Google Plus Facebook LinkedIn Twitter Vimeo RSS

The Whiteboard: Good leaders embrace responsibility for others

By ,
Richard Randall, founder and president of New Level Advisors
Richard Randall, founder and president of New Level Advisors - (Photo / )

Stewardship is a key element of leadership.

That’s something I learned years ago. Stewardship is the careful and responsible management of something entrusted to one’s care. I don’t believe enough leaders or potential leaders are taught to be good stewards today.

Much of the education and training we see today is about solving problems and getting results. Leadership training focuses on achieving results through others. Directing, delegating, monitoring and correcting are key topics.

Emotional intelligence or EQ training is given to help leaders be more attuned to the people around and under them, but a high EQ score does not equate to a high level of stewardship. The fact that you can read someone’s emotions and show some empathy does not necessarily mean you are a good steward.

Examples of poor stewardship are ubiquitous. Just as I was preparing to write this column, I saw a news report on more revelations about members of the U.S. Congress using taxpayer funds from their office budgets to settle claims of sexual harassment. So some people in our highest national offices cannot be trusted to be good stewards of the people’s money and they can’t be trusted to be good stewards of the people who work for them.

We recently had several examples of officials in high offices using government aircraft, at huge taxpayer expense, to travel where they could easily have flown commercially at a tiny fraction of the cost. Some of these trips were pretty obviously boondoggles. Spouses were along for the ride on trips that had more to do with a nice getaway than with the people’s business.

I don’t mean to pick on government officials. They just happen to be highly visible. There is no shortage of terrible stewardship in business.

The entertainment business is exploding with stories of horrible stewardship. Producers and directors face multiple accusations of sexual harassment and abuse. Some of these supposed leaders have behaved in ways that show a stunning disregard for the people who have been entrusted to their care. It is as if stewardship is a completely alien concept in their worlds.

Leaders have resigned at Silicon Valley tech companies and venture capital firms over sexual harassment allegations. Google has been dogged by allegations that executives turned a blind eye to harassment. Allegations of a culture of sexual harassment led in part to the resignation of Uber’s CEO Travis Kalanick and the resignations or terminations of several other executives.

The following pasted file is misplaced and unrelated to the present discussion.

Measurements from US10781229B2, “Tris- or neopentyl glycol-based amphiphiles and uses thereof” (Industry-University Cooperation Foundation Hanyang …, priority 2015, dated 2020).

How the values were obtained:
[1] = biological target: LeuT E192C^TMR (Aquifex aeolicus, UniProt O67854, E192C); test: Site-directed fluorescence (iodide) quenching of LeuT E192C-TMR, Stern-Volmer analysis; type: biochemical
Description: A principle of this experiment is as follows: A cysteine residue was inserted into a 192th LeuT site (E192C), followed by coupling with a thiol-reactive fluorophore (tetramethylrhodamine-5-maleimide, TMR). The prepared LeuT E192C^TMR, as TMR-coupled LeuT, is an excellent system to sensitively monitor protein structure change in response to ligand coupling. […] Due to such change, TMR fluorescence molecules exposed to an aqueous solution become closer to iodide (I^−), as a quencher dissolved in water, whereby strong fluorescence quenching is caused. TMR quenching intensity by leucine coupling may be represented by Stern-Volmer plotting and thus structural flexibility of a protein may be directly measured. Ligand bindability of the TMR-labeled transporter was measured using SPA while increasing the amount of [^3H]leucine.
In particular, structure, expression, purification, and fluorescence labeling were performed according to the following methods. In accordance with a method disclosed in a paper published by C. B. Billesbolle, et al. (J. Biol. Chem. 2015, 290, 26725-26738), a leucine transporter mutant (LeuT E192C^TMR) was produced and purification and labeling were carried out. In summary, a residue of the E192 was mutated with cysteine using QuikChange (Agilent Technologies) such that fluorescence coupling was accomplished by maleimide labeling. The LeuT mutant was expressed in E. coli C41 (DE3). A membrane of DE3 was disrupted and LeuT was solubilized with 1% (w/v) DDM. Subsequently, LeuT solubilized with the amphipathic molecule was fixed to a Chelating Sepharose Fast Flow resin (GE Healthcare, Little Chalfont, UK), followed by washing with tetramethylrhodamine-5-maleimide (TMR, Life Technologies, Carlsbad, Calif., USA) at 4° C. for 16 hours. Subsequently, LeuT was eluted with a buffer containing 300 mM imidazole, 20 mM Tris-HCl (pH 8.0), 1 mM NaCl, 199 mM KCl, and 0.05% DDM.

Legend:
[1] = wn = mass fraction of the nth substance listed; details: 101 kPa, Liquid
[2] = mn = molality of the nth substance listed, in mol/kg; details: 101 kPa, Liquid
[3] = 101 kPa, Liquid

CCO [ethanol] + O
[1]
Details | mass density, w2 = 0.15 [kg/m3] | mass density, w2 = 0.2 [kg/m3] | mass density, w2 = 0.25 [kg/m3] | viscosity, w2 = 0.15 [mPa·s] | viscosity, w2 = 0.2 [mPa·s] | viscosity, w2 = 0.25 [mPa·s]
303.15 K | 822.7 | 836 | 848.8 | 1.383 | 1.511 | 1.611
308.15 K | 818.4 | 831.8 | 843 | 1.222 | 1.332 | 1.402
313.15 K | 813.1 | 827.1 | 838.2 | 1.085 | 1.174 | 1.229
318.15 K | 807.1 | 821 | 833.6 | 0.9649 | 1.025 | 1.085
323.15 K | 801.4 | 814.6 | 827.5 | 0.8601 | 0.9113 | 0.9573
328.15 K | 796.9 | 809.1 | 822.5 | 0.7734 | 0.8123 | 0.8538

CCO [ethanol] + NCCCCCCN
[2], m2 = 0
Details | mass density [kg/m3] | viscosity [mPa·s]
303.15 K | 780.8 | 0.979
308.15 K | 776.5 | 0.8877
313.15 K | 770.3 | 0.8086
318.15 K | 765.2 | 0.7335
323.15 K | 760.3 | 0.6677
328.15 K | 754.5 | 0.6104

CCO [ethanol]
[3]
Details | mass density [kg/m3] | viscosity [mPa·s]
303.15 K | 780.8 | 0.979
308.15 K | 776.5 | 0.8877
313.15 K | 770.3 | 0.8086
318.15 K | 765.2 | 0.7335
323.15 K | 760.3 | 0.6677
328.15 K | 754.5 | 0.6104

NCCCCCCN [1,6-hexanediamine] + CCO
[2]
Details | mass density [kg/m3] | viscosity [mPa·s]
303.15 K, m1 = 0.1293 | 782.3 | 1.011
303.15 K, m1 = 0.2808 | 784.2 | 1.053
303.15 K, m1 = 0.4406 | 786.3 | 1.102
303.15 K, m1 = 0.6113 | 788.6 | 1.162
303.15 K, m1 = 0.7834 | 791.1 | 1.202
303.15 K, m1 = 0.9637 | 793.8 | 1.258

If you’ve been around as long as I have you’ve been exposed to the new leader who spends a fortune redecorating his or her office. Or those who think nothing of traveling first class while cutting wages to improve a bonus payout. You don’t have to go out of your way searching for a lack of stewardship. Eventually it finds you.

In the end, I believe that leaders who do these things have never been trained and mentored to understand that with leadership comes a serious stewardship responsibility. They aren’t trained that they are being entrusted with people’s careers and, in some ways, their lives.

A good steward isn’t looking for ways to take advantage of the people entrusted to him. Good stewards seeks ways to help their people grow and thrive, because they have been entrusted to them. A good steward doesn’t look for ways to live lavishly at work without anyone higher up catching on to the spending. He or she takes good care of those resources.

We need more stewardship. Take a minute to think about your stewardship. Take the time to help new leaders become good stewards.

Richard Randall is founder and president of management-consulting firm New Level Advisors in Springettsbury Township, York County. Email him at

Also Popular on CPBJ

Write to the Editorial Department at

Leave a Comment


Please note: All comments will be reviewed and may take up to 24 hours to appear on the site.

Post Comment
View Comment Policy